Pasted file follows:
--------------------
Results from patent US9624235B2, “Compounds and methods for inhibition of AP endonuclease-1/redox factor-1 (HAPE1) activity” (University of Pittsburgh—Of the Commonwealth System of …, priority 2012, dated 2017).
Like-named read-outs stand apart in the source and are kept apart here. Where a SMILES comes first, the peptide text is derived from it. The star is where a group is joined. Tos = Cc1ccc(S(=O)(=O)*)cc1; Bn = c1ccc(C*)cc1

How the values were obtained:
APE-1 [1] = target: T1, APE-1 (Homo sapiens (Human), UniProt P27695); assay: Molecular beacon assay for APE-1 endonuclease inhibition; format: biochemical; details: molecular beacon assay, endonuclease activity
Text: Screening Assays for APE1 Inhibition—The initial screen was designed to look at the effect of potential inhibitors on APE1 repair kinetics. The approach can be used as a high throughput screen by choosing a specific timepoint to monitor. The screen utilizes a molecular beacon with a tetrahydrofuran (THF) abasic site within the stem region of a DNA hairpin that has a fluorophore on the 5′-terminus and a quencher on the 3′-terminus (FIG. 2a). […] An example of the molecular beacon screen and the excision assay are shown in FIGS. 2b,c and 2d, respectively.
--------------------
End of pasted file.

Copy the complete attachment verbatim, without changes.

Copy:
Results from patent US9624235B2, “Compounds and methods for inhibition of AP endonuclease-1/redox factor-1 (HAPE1) activity” (University of Pittsburgh—Of the Commonwealth System of …, priority 2012, dated 2017).
Like-named read-outs stand apart in the source and are kept apart here. Where a SMILES comes first, the peptide text is derived from it. The star is where a group is joined. Tos = Cc1ccc(S(=O)(=O)*)cc1; Bn = c1ccc(C*)cc1

How the values were obtained:
APE-1 [1] = target: T1, APE-1 (Homo sapiens (Human), UniProt P27695); assay: Molecular beacon assay for APE-1 endonuclease inhibition; format: biochemical; details: molecular beacon assay, endonuclease activity
Text: Screening Assays for APE1 Inhibition—The initial screen was designed to look at the effect of potential inhibitors on APE1 repair kinetics. The approach can be used as a high throughput screen by choosing a specific timepoint to monitor. The screen utilizes a molecular beacon with a tetrahydrofuran (THF) abasic site within the stem region of a DNA hairpin that has a fluorophore on the 5′-terminus and a quencher on the 3′-terminus (FIG. 2a). […] An example of the molecular beacon screen and the excision assay are shown in FIGS. 2b,c and 2d, respectively.